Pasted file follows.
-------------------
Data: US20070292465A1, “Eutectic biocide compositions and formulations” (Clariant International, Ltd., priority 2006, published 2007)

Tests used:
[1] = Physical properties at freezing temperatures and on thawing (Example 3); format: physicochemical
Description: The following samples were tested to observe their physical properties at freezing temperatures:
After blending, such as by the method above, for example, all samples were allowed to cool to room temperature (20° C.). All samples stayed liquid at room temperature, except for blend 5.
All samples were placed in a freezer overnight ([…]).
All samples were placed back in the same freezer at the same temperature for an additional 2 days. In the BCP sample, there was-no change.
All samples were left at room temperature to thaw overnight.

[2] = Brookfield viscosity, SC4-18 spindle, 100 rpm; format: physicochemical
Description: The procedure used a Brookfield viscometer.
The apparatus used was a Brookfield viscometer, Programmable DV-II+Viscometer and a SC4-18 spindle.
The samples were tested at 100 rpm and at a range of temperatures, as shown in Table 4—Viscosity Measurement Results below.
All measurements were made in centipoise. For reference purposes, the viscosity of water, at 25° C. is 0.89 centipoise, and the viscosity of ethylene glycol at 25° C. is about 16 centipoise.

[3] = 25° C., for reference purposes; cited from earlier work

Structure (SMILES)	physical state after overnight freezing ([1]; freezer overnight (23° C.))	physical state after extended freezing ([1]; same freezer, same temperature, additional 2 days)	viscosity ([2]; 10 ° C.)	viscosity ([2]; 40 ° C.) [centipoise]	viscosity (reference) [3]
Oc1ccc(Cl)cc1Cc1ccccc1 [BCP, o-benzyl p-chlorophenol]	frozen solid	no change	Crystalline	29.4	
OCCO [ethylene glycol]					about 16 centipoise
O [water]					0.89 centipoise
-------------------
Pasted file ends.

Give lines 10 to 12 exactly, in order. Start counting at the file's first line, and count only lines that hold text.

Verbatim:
Description: The procedure used a Brookfield viscometer.
The apparatus used was a Brookfield viscometer, Programmable DV-II+Viscometer and a SC4-18 spindle.
The samples were tested at 100 rpm and at a range of temperatures, as shown in Table 4—Viscosity Measurement Results below.